No team goes all in quite like the New Orleans Saints. When they coughed up a 2020 second-round pick for Texas A&M center Erik McCoy, it marked the fifth straight draft in which they gave away a future pick. That means that when you’re trying to evaluate the Saints draft, it doesn’t really make sense even to entertain what the long-term upshot is for their players; all that matters is whether they perform at a high level while Drew Brees is still an elite quarterback. In the case of their first two picks, there’s reason to believe that they both can.
[Editor’s Note: To view all of Pro Football Focus’ advanced stats and grades for draft-eligible players, check out our 2019 NFL Draft Guide. All EDGE and ELITE subscribers already have access to the guide, and for those who don’t, you can get your copy for as low as $9.99!]
I know Max Unger made the Pro Bowl last season, but the PFF grades suggest there was a reason why the 33-year old hung them up. The 2018 season was the lowest-graded of Unger’s career, as his 18 pressures allowed were the most since his rookie season. He quite clearly wasn’t the same player, and it won’t take much for McCoy to be an upgrade.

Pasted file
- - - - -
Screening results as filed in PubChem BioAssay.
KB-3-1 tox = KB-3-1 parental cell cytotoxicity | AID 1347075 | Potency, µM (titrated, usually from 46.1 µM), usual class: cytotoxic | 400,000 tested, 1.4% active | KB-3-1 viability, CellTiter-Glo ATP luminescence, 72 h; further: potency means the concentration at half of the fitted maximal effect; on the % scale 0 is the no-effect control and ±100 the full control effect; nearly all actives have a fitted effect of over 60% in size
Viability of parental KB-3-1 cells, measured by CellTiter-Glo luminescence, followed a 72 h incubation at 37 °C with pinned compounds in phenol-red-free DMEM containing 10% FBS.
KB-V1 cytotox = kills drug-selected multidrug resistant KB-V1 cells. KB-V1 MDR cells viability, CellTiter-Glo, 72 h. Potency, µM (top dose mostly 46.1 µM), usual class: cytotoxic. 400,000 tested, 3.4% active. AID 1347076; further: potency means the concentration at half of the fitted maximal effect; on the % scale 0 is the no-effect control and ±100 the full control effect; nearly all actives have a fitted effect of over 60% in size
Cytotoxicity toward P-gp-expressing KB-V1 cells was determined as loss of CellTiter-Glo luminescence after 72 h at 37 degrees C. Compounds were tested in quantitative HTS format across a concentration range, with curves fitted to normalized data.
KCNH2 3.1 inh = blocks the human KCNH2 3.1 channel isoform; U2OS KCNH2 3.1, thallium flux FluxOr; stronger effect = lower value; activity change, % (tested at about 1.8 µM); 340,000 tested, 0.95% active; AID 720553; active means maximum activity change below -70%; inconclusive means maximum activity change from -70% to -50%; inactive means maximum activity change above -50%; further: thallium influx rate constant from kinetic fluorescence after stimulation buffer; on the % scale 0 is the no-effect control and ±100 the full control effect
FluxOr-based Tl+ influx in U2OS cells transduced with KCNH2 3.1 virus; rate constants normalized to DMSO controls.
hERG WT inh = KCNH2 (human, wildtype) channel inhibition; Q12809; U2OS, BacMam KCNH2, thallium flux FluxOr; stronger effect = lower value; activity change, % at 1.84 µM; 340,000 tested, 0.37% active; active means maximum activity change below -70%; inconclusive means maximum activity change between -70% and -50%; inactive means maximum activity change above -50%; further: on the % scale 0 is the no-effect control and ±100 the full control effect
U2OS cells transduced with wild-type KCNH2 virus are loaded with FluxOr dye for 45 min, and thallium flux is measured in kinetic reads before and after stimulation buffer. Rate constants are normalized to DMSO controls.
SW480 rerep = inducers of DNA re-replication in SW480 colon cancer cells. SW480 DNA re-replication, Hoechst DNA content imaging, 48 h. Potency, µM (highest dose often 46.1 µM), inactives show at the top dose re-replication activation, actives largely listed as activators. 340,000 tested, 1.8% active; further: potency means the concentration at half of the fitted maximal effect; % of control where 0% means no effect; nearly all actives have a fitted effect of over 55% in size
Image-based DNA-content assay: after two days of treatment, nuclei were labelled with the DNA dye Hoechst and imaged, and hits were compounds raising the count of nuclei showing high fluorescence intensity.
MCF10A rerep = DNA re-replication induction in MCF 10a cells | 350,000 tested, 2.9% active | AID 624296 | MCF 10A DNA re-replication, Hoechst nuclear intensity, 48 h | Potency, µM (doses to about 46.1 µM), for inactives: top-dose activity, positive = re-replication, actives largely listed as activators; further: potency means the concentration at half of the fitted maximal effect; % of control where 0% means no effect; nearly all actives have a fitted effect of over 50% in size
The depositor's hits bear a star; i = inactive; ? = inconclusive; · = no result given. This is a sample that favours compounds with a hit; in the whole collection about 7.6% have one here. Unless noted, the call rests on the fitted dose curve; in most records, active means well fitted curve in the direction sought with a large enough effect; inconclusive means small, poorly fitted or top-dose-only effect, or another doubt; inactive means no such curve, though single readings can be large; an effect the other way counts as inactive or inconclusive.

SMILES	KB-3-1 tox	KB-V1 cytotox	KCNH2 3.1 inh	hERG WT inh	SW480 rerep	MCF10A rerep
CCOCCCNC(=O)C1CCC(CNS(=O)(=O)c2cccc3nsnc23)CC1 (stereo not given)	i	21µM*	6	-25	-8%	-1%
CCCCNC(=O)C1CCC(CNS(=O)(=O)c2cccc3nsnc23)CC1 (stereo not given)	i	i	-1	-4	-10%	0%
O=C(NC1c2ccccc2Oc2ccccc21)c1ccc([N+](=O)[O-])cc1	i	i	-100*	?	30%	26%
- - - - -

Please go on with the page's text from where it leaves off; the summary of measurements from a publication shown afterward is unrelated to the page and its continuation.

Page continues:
The Texas A&M center has cut his teeth as an excellent pass protector. On 1,528 pass-blocking snaps in his career, McCoy allowed all of 19 pressures. It’s obviously going to be tougher at the next level, but you can see why the Saints coveted his skillset.
However, there's a player I’m more intrigued by in fourth-rounder Chauncey Gardner-Johnson. The Florida defensive back checked in at 49th on the final PFF Big Board. I use the term ‘defensive back’ because his versatility is his calling card, and with the advent of nickel packages as base defenses and dime ‘backers playing a good portion of snaps, Gardner-Johnson could fill a number of different roles for the Saints. With Eli Apple, Ken Crawley, P.J. Williams, and Patrick Robinson also vying for playing time in the secondary across from Marshon Lattimore, the Saints can throw out a ton of variations and see what sticks. Gardner-Johnson has a good chance of being one of those guys. This past season, 557 of his snaps came in the slot, 58 in the box, 23 along the line of scrimmage, 16 as a wide corner, and 11 as a free safety. Any sort of box role in the Saints defense has his name written all over it.
With a focus on immediate impact, the Saints did about as well as could be expected with only a second-rounder on the first two days of the draft. For the nth straight year, the Saints have gone all in with Drew Brees at the helm, but will it finally be enough to push them over the top?